Although Android and iOS can now read NFC cards, if you want to modify the balance and other data, you must have the correct key.

FeliCa architecture

In FeliCa's architecture, it can be divided into two major part: private domain (プ ラ イ ベ ー ト) and common domain.

The common domain stores some information that can be read, while the private domain stores some information such as personal data or control balances, which must be encrypted and decrypted to operate.

In the common field, it can be divided into several parts:

  • System: indicates the unit of the card. Each card will have a system code (2 byte). According to law of JIS 6319-4 , this value will be between FE00 ~ AA00 . Cards like Suica are 0003(this value is important, we'll use it later)
  • Area: Contains information such as storage space, number of blocks stored by each service, and so on.
  • Service: Store data in blocks for external access. Each service will have a service code (2 bytes), such as the service code of the entry record 090f. service can be divided into random service, cyclic service, pass service
  • Block: Where data is stored, each block is 16 bytes, and the number of blocks required will vary depending on the service.

If you only want to read the information inside the card, you will encounter two parts: service and block.

Service Type

As mentioned earlier, services are divided into random, cyclic, and pass, which are mainly distinguished by data access.

  • Random Service: data that can be read and written freely, determined by the manufacturer
  • Cyclic Service: A place where you can store records like historical data.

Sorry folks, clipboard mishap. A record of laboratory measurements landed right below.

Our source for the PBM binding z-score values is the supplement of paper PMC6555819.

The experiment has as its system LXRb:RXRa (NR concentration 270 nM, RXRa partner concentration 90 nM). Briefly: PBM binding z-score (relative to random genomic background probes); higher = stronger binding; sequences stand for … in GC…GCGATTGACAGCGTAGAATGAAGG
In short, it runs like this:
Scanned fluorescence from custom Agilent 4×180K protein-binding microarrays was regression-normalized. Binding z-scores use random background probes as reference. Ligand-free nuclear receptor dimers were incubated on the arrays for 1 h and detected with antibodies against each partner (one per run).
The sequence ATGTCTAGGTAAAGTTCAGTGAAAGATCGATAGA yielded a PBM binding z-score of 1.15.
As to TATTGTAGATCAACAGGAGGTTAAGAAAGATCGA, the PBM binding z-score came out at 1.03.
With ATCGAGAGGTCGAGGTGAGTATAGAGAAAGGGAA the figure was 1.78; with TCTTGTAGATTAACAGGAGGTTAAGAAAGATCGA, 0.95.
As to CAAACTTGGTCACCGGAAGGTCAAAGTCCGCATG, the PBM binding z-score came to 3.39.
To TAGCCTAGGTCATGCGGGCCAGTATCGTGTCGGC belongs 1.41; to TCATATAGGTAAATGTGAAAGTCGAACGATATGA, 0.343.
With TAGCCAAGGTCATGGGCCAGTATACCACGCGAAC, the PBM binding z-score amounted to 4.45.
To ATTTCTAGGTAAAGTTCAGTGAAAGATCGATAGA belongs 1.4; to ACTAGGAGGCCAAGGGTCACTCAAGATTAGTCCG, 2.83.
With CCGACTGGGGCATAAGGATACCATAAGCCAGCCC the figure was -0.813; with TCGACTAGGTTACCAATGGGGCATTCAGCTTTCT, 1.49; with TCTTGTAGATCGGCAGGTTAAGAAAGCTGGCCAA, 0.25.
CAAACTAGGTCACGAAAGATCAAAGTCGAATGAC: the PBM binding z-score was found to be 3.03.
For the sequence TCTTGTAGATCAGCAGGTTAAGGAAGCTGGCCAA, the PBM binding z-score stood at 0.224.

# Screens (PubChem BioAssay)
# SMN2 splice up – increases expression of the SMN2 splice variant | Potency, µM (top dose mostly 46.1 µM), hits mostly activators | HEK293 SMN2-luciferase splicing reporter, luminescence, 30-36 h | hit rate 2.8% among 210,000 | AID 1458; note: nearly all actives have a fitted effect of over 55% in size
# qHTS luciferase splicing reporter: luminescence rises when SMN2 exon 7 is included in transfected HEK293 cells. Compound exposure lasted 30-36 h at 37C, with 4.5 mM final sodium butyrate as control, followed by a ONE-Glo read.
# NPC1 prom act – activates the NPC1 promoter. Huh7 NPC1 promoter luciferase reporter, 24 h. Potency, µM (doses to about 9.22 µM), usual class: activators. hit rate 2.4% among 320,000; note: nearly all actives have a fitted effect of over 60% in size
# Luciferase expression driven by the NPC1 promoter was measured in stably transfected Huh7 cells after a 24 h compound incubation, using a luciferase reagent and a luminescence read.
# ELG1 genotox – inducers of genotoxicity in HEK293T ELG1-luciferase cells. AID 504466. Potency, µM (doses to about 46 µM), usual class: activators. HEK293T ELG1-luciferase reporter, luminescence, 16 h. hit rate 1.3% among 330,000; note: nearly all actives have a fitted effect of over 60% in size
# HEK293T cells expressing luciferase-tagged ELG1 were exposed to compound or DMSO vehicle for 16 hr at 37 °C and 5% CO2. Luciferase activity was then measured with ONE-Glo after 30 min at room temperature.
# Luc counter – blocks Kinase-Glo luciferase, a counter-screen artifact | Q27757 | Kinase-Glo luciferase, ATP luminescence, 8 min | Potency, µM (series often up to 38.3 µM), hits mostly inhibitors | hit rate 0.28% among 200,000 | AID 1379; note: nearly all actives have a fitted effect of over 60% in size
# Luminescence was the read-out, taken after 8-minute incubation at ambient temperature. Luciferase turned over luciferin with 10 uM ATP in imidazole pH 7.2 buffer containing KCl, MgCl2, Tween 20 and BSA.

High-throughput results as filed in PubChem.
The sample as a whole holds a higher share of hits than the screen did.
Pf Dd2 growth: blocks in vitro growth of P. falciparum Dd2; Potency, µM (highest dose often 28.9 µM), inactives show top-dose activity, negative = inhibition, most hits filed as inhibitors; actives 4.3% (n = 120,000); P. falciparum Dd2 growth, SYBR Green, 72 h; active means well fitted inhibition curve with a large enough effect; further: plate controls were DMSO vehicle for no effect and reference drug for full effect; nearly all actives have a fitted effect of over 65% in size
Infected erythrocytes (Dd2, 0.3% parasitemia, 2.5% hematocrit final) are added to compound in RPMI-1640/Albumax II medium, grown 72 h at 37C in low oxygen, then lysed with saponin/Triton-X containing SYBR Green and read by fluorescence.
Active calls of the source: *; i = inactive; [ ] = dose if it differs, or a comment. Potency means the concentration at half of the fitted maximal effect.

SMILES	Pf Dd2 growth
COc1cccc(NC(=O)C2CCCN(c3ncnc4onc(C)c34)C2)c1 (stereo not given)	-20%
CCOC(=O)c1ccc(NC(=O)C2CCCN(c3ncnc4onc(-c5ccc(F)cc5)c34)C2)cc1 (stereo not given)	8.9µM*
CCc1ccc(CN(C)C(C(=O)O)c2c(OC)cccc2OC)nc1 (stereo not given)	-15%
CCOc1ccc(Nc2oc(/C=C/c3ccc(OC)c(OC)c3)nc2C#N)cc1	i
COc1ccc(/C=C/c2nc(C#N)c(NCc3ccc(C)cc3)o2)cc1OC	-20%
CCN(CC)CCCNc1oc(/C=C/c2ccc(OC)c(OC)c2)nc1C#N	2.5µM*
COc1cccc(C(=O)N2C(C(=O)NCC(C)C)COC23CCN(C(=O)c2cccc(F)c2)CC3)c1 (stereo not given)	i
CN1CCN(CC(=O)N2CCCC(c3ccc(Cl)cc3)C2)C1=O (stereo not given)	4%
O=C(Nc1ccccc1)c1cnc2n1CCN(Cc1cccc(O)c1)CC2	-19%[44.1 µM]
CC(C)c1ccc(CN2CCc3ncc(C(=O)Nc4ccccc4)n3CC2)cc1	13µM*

• Pass Service: A place to manage things like balances and deductions


There are many kinds of instructions in [FeliCa](http://www.proxmark.org/files/Documents/13.56 MHz - Felica/card_usersmanual_2.0.pdf) , which can be found in the [FeliCa document](http://www.proxmark.org/files/Documents/13.56 MHz - Felica/card_usersmanual_2.0.pdf) . To read FeliCa data, you need several command:

  • polling
  • request service
  • Read without encryption

Each command has a corresponding request pocket, which specifies what should be in the request. This part already provides corresponding functions in CoreNFC so we don't have to worry about that.

Communication process in FeliCa

  1. Capture cards with polling command.
  2. Using the Request Service command and passing in the service code list, the card will confirm whether the service code is correct or readable. If service does not exist or error, it will return0xFFFF
  3. Use the read without encryption command and pass in the service code to return the corresponding data in blocks. (Up to 16 services)
    1. This command will return status1 and status2. If both are 0, it means no problem.
    2. If it is not 0, it means there is an error. You can find out error code status in FeliCa documentation

iOS implementation